Two important health problems associated with diabetes– nerve damage and poor circulation– result in a higher likelihood of foot discomfort, injuries, infections, and even amputations for diabetic individuals. If you have diabetes, it’s important to pay special attention to your feet and take good care of them. The following diabetic foot care tips may help:
1. Closely monitor your blood sugar, and carefully follow the treatment plan your doctor has recommended.
If you have diabetes, this is the most important thing you can do to keep yourself healthy, ensure a long, high-quality life, and prevent damage to your entire body– including your feet.
2. Pay attention to your feet.
If you have nerve damage, your feet may be less sensitive; you may get a cut, scrape, or blister and not realize it. Even small injuries have the potential to become infected. Every night, perhaps while bathing, take a look at your feet.
3. Treat cuts and scrapes diligently.
Due to reduced blood flow, injuries are more likely to become infected in diabetic people. Proper care of injuries can greatly reduce the risk of infection. Wash the cut carefully, apply an antibiotic ointment twice daily, and put on a clean self-adhesive bandage. Talk to your doctor if you see signs of infection, such as redness, swelling, or discharge of pus.
4. Wear properly-fitting shoes.
Poorly-fitting shoes can cause blisters, soreness, and muscle strain. Also, if you walk on a surface that may have broken glass or thorns, lightweight or open-toe shoes, such as flip-flops or sandals, may increase your risk of cuts or puncture wounds.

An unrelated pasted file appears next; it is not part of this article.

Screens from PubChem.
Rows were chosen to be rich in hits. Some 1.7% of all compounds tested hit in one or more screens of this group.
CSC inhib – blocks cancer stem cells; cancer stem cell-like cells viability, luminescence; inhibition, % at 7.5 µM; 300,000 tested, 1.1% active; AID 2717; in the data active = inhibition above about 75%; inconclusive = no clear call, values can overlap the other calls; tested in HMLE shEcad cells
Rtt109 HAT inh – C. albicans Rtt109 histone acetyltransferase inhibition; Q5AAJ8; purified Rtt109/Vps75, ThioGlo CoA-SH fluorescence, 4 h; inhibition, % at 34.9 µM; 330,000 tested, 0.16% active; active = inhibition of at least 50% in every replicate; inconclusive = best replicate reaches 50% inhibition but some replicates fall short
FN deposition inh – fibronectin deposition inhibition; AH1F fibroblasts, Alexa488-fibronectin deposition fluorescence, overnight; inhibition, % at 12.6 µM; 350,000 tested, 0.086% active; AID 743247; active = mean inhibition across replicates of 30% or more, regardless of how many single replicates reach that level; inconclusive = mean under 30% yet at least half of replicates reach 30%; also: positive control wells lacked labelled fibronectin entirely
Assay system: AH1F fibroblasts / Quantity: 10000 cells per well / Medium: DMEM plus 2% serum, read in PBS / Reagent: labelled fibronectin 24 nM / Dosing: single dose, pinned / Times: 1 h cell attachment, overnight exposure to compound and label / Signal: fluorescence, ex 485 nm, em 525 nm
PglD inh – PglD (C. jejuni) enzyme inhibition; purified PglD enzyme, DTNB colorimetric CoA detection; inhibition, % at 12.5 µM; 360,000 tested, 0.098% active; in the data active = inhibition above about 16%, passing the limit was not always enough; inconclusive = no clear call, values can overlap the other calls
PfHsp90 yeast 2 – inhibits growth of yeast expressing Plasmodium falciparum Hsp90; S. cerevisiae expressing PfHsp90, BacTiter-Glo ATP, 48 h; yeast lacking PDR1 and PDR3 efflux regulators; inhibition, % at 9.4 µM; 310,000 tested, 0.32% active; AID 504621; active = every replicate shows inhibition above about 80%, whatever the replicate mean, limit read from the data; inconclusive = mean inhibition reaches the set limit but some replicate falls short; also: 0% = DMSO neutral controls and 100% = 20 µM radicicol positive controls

5. Regulate the temperature of your feet.
If you have reduced sensation in your feet, you may not be as sensitive to heat and cold. Feel your toes with your hands to see if they are cold to the touch. If they are, put on socks. Body temperature drops during sleep, so you might consider sleeping in socks, even in the summer. Wear thicker socks in winter.
When it comes to our health, taking care of our bodies can greatly improve our current quality of life, our quality of life in the future, and the number of quality years we have left. This is true for everyone, but especially so for people with diabetes. Having the foresight to take care of your feet now can greatly reduce your risk of disability later on.
As with any health issue, talk to one of our doctors at American Foot and Leg Specialists if you have questions or concerns, or would like more advice about diabetic foot care.